Introspective and perceptual judgments are both susceptible to brute error, but perceptual judgments are so under far more ordinary and frequent circumstances. Because introspective brute errors are relatively rare, introspective judgments are ‘more’ reliable than perceptual judgments and less susceptible to doubt. The difference in warrant that accounts for this difference in epistemic character is a quantitative one rather than a qualitative one, as has been usually thought. Because brute errors with respect to introspective judgments always involve a kind of conceptual deficiency they retain a place somewhere between ordinary perceptual judgments and traditional a priori judgments.
CE does imply a mild form of CS, but it is nothing to be too concerned about: Introspective judgments are susceptible to brute error, but only under extreme circumstances that involve a type of conceptual deficiency; and introspective knowledge does come out a little closer to ordinary perceptual knowledge than we may have thought, but it retains an air of the a priori. Content externalism forces us to reevaluate some of our assumptions about introspective knowledge, but it is compatible with our having privileged access to the contents of our ordinary occurrent thoughts and with the distinctive epistemic character of introspective judgments.
 Available thoughts are ones that are present and accessible (i.e., not repressed or sub-conscious or anything of the sort). Active thoughts are ones that are present and not merely standing or dispositional. I am defining ‘occurrent thoughts’ as active and available propositional attitude states that do not involve any essential qualitative feel.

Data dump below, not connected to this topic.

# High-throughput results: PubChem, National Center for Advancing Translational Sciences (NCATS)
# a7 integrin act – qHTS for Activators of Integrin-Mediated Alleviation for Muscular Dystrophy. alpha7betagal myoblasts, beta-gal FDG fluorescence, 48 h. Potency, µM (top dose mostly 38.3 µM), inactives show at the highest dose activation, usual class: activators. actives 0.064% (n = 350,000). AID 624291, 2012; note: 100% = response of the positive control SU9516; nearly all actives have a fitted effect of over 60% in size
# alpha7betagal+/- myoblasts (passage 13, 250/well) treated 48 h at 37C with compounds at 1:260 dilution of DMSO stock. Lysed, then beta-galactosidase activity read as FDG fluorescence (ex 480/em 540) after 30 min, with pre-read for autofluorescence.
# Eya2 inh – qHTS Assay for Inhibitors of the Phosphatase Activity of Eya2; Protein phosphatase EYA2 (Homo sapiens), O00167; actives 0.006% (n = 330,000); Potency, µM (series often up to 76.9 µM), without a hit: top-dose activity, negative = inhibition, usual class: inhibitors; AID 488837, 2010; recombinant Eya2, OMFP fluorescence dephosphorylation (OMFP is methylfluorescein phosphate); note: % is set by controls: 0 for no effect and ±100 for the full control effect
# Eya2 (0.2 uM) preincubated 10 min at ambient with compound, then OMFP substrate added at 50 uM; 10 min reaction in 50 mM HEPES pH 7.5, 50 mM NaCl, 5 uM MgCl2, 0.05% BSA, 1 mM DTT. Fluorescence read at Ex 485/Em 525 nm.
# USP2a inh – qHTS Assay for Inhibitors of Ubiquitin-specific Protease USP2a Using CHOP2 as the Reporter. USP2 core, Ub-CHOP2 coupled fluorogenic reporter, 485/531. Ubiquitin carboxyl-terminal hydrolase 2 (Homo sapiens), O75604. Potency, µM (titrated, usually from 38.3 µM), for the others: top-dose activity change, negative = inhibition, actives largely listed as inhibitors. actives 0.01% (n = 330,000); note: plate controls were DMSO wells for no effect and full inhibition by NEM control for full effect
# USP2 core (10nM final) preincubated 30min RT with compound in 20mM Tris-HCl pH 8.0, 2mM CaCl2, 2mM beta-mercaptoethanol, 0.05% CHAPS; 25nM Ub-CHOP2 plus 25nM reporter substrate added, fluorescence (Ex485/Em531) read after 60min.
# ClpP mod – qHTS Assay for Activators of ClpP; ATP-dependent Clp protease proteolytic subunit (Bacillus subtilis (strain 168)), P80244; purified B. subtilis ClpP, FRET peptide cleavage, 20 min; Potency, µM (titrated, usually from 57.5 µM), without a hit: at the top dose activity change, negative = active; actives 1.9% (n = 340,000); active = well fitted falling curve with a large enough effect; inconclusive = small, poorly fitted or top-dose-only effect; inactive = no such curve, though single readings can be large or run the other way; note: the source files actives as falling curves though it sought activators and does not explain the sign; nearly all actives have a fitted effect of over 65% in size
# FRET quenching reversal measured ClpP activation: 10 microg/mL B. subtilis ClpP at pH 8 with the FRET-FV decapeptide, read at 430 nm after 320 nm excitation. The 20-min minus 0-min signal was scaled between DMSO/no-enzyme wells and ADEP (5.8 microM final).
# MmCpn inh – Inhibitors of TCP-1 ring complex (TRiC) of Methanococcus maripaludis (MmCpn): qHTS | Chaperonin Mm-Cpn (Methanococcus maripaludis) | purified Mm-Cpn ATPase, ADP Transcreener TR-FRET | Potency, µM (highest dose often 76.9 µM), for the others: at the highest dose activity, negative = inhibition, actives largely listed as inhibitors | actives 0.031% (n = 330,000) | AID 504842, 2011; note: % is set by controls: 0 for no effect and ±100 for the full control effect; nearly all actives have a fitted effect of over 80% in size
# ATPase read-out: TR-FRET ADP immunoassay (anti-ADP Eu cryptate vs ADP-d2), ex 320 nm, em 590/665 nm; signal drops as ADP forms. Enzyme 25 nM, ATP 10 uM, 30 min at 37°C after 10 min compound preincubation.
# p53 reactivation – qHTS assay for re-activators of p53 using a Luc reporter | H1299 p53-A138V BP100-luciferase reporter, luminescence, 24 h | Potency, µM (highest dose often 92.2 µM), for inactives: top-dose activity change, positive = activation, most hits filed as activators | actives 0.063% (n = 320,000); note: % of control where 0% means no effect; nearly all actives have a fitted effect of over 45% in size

To say that content does not supervene on intrinsic properties, which includes neuro-physiological properties and narrowly described functional properties, is to say that such properties do not completely determine content. There can be two individuals exactly alike with respect to all of their intrinsic properties yet whose thought contents are different. Content does not supervene on intrinsic properties because being appropriately related to a certain physical and/or social environment is necessary for the acquisition of certain concepts (the constituents of thought contents). See Putnam’s “The Meaning of ‘Meaning’” in Gunderson (ed.) Language, Mind and Knowledge, 1975; and Tyler Burge’s “Individualism and the Mental”, Midwest Studies in Philosophy IV, 1979.
To say that twin thoughts are introspectively indistinguishable is to say that there is no introspective evidence available that would enable one to discrimate between them.
 See Paul Boghosian, “Content and Self-Knowledge” Philosophical Topics 17, 1989; Burge “Individualism and Self-Knowledge”, The Journal of Philosophy 85, 1988; Donald Davidson, “Knowing One’s Own Mind”, The Proceedings and Addresses of the American Philosophical Association 60, 1987; John Heil, “Privileged Access”, Mind 47, 1988; Anthony Brueckner, “Skepticism about Knowledge of Content”, Mind 99, 1990; and Ted Warfield, “Privileged Self-Knowledge and Externalism are Compatible”, Analysis 52, 1992.
 Every externalistically individuated thought has at least a possible twin. So it would seem that if the argument works, it works to undermine our knowledge of any externalistically individuated thought. (But see note below.)
 An obvious response to this Cartesian argument is to reject P1 by saying (a) that we only need to rule out relevant alternative possibilities, and (b) twin thoughts are rarely or never relevant. Whether twin thoughts are ever relevant certainly depends in part on what is meant by ‘relevant’. And there can be disagreement about how often twin thoughts are relevant even when some standard of relevance is agreed upon. See Ted Warfield op. cit. and “Externalism, Self-Knowledge, and the Irrelevance of Slow-Switching” Analysis 57, 1997; and Ludlow, Peter, “Externalism Self-Knowledge and the Prevalence of Slow-Switching” Analysis 55, 1995. These issues will obviously affect whether the argument applies to all externalistically individuated thoughts or not.